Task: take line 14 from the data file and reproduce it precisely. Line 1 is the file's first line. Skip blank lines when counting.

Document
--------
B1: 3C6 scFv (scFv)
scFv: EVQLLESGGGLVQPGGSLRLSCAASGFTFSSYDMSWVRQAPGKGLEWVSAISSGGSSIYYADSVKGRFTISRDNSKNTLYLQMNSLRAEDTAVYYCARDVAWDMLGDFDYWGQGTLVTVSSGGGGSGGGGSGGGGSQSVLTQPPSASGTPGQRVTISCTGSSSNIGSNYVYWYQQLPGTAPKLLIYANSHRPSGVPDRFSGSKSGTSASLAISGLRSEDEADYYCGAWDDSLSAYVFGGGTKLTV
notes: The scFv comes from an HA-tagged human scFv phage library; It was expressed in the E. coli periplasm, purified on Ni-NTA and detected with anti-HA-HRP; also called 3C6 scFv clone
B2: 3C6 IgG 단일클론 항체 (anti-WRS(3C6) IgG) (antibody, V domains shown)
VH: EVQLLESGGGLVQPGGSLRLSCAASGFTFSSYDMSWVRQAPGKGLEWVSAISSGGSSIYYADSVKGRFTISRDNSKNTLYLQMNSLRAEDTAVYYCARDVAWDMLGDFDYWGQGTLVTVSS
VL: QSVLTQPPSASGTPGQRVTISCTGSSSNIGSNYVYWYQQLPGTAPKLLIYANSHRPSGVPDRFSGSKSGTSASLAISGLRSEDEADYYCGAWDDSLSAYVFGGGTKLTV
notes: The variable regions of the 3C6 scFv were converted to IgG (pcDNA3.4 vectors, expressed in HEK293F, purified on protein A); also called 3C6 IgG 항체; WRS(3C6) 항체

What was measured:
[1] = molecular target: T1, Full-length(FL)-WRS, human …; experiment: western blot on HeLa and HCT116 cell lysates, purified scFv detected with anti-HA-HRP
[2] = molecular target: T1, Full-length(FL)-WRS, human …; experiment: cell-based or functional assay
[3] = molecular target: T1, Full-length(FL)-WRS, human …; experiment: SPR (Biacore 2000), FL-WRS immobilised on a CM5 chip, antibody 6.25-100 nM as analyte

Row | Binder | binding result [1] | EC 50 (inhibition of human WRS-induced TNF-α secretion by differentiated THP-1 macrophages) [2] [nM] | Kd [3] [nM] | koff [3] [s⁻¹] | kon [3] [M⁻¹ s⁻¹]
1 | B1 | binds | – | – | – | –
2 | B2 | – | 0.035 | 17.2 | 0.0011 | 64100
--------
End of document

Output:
2 | B2 | – | 0.035 | 17.2 | 0.0011 | 64100